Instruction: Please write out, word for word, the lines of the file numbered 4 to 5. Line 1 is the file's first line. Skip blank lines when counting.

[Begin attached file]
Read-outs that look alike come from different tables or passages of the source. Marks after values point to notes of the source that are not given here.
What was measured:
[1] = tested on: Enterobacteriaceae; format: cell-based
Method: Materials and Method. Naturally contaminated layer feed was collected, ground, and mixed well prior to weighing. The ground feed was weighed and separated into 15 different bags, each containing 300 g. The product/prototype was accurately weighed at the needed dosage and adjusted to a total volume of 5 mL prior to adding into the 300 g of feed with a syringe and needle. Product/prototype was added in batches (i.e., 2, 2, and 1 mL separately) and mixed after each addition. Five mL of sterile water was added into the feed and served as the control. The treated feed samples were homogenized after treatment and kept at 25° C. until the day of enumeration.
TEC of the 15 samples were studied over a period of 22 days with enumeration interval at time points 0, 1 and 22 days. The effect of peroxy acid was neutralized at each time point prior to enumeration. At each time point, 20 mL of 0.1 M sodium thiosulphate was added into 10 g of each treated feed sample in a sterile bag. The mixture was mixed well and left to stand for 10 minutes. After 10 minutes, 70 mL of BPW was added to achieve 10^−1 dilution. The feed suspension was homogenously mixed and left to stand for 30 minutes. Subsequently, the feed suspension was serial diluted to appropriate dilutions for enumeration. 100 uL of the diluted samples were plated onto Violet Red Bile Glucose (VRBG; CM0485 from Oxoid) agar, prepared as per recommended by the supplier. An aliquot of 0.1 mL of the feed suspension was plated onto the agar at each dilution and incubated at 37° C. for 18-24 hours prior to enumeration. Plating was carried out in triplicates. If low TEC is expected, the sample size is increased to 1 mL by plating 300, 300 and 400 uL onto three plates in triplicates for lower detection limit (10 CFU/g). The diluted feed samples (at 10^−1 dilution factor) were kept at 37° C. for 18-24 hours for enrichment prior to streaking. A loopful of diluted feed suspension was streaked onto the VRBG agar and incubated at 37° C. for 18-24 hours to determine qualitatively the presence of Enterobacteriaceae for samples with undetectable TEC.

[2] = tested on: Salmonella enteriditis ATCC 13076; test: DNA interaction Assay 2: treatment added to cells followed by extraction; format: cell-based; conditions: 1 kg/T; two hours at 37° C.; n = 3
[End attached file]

Method: Materials and Method. Naturally contaminated layer feed was collected, ground, and mixed well prior to weighing. The ground feed was weighed and separated into 15 different bags, each containing 300 g. The product/prototype was accurately weighed at the needed dosage and adjusted to a total volume of 5 mL prior to adding into the 300 g of feed with a syringe and needle. Product/prototype was added in batches (i.e., 2, 2, and 1 mL separately) and mixed after each addition. Five mL of sterile water was added into the feed and served as the control. The treated feed samples were homogenized after treatment and kept at 25° C. until the day of enumeration.
TEC of the 15 samples were studied over a period of 22 days with enumeration interval at time points 0, 1 and 22 days. The effect of peroxy acid was neutralized at each time point prior to enumeration. At each time point, 20 mL of 0.1 M sodium thiosulphate was added into 10 g of each treated feed sample in a sterile bag. The mixture was mixed well and left to stand for 10 minutes. After 10 minutes, 70 mL of BPW was added to achieve 10^−1 dilution. The feed suspension was homogenously mixed and left to stand for 30 minutes. Subsequently, the feed suspension was serial diluted to appropriate dilutions for enumeration. 100 uL of the diluted samples were plated onto Violet Red Bile Glucose (VRBG; CM0485 from Oxoid) agar, prepared as per recommended by the supplier. An aliquot of 0.1 mL of the feed suspension was plated onto the agar at each dilution and incubated at 37° C. for 18-24 hours prior to enumeration. Plating was carried out in triplicates. If low TEC is expected, the sample size is increased to 1 mL by plating 300, 300 and 400 uL onto three plates in triplicates for lower detection limit (10 CFU/g). The diluted feed samples (at 10^−1 dilution factor) were kept at 37° C. for 18-24 hours for enrichment prior to streaking. A loopful of diluted feed suspension was streaked onto the VRBG agar and incubated at 37° C. for 18-24 hours to determine qualitatively the presence of Enterobacteriaceae for samples with undetectable TEC.